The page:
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The Bridge

Opposite the nut, the mechanism holding the strings is called the bridge, which is made up of a few components. The first component is the saddle, which is the point that the strings actually make contact. I relate the saddle to the same term in orienteering - the saddle being the dip between two hills - it's that groove the string sits in that keeps even spacing between the strings.

You have two basic choices between bridge designs. First is the fixed bridge, or non-tremolo, and the tremolo bridge (equipped with a whammy bar), of which there are a variety of designs. An example of a fixed bridge design is the Gibson Les Paul, and a tremolo bridge design is the Fender Stratocaster

The purpose of the bridge is two-fold:

  1. to set the string height in relation to the fret board. String height is referred to as the 'action', and I would argue that action is one of the more critical areas to be aware of in guitar setup.
  2. To adjust the physical string length between the nut and the saddle. This allows you to make corrections for proper intonation, also part of the guitar setup.

By 'setup' I mean getting the guitar into a playable state for you, based on what the main use will be. Generally speaking, when a store sells a guitar it should have the generic setup done, meaning the neck tension is properly adjusted and the intonation is set (see below). Most guitars will be set up for standard tuning. If the main use of the guitar will be for drop tunings, there are adjustments that will probably be needed to keep the proper string tension on the neck.

If the action is too low, your guitar strings will buzz when they vibrate. If the action is too high, it affects the playability of the guitar. High action makes it more difficult to press the strings down to the fret board. Both soloing and rhythm playing will be affected by high action.

The exception to this is when the guitar is set up for slide playing. A slide is usually glass or metal bar that is slid on the strings (but can be just about anything that produces the sound you're looking for). The slide rests on the strings as it is moved, and the strings are not actually pressed all the way down to the fret board.

And of course, the string gauge being used could have an affect on the guitar setup as well.

Anyway, back to the bridge.

Let's talk about the mechanics of the bridge. Generally speaking, the on an electric guitar the bridge will have some moving parts (the saddle being one) that are helpful in the overall tuning you achieve with your guitar. With acoustic guitar the bridge is typically stationary.

With electric guitar the presence of moving parts introduces a potential problem in maintaining the proper pitch at all points along the fret board. This is known as the intonation of the strings. When the intonation is out of balance, the string tuning is affected. You may have the string tuned perfectly when played open (just pluck the string without pressing anywhere on the neck), but if you fret a note along the neck and check the tuning, you will find the pitch to be slightly sharp (high) or flat (low).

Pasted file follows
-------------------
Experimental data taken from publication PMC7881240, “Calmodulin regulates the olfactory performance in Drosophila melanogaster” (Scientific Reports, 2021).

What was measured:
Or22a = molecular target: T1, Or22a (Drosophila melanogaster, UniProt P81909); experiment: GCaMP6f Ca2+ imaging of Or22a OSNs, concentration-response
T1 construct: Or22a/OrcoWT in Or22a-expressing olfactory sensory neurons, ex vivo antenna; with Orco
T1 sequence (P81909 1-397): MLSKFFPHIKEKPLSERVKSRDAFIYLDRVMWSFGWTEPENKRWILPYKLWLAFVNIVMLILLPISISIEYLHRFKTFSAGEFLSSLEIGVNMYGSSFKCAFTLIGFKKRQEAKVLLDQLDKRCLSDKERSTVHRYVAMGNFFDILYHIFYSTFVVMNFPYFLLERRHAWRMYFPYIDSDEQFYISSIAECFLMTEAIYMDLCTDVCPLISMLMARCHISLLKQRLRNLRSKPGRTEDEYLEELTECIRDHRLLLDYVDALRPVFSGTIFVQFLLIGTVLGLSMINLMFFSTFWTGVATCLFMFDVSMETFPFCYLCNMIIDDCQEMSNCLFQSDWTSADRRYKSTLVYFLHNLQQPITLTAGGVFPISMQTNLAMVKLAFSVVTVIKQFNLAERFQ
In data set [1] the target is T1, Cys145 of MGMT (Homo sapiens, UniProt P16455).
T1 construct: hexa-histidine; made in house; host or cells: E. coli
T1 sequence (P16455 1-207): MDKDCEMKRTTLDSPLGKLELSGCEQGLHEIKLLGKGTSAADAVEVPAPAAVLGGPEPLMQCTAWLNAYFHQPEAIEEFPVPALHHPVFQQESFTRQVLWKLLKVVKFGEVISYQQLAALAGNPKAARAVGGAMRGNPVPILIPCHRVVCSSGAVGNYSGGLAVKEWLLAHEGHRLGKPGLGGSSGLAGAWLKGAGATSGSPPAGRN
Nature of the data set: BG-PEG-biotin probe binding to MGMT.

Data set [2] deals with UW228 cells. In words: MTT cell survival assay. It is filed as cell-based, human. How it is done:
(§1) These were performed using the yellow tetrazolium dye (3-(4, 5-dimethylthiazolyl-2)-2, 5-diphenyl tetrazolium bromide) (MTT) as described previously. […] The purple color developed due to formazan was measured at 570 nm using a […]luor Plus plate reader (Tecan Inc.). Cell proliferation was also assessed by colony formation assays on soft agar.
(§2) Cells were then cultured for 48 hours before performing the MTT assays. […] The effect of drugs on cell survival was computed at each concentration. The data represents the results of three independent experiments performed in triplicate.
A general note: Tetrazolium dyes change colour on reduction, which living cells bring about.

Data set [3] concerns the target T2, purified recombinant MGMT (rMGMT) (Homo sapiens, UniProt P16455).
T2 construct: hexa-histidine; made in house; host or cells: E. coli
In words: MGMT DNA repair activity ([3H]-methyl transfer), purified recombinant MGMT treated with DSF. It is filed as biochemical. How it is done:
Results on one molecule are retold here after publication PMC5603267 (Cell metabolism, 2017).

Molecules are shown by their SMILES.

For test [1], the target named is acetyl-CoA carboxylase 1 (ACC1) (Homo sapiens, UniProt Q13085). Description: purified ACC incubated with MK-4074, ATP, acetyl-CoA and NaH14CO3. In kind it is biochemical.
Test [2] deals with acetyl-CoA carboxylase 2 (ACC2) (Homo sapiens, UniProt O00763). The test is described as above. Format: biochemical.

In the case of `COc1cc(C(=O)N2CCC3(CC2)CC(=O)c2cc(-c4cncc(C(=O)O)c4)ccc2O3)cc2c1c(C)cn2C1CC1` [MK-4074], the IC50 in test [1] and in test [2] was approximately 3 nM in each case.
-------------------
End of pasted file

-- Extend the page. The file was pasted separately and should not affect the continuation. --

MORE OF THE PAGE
Tune-O-Matic Fixed Bridge

With bridges such as the Tune-O-Matic, which was first introduced on the Gibson Les Paul, you can adjust the saddle for each string to correct the pitch of the string.

It has a separate hard tail, or bar stop, where the strings are threaded through and the string ball end is seated.

The Tune-O-Matic bridge has also been used with guitars where the strings are threaded through the back of the guitar.


Tremolo bridges have similar saddle mechanisms to accomplish the pitch correction. Tremolos also typically have springs mounted inside the guitar body to counteract string tension, but the actual mechanics behind the various tremolo units is way beyond the scope of this article.

Personally, I'm not a tremolo guy - I prefer fixed bridges. Granted, that preference excludes me from doing "way cool" dive bombs and all sorts of other wild sound effects ala Joe Satriani  or Steve Vai, but I'm OK with that. I can do a mean "air guitar" dive bomb, though!

People are always looking for ways to improve on bridge design. For example, the Stratocaster tremolo design has been improved upon with the Floyd Rose floating tremolo design. The Tune-O-Matic bridge is an improvement over the fixed bridge that was adopted from the acoustic guitar. Even complete systems have been developed to address things like  intonation and action.

For example the Buzz Feiten Tuning System combines an alteration to the length of the fret board and nut placement along with changes to the saddles for intonation.

Another very cool innovation is the Gibson Robot Guitars. These use special motorized tuners and saddles made by Tronical.

In place of a tone control, there is a selector switch that has common tunings listed, as well as the ability to set a custom tuning. You just dial in the tuning you want and the guitar adjusts each string pitch appropriately. It also adjusts the saddle for each string to correct for any intonation issues.

In addition to the Les Paul model, you can find SG, Explorer, Firebird and Flying V Robot Guitars. The Gibson website doesn't make it real easy to find them, but they're there.

So there you have it - the bridge isn't just for crossing rivers! They are for helping to make sure your guitar plays and sounds as good as possible. And of course, without a bridge on your guitar, there's nothing to hold the strings!

Access more guitar definitions besides 'the bridge'.


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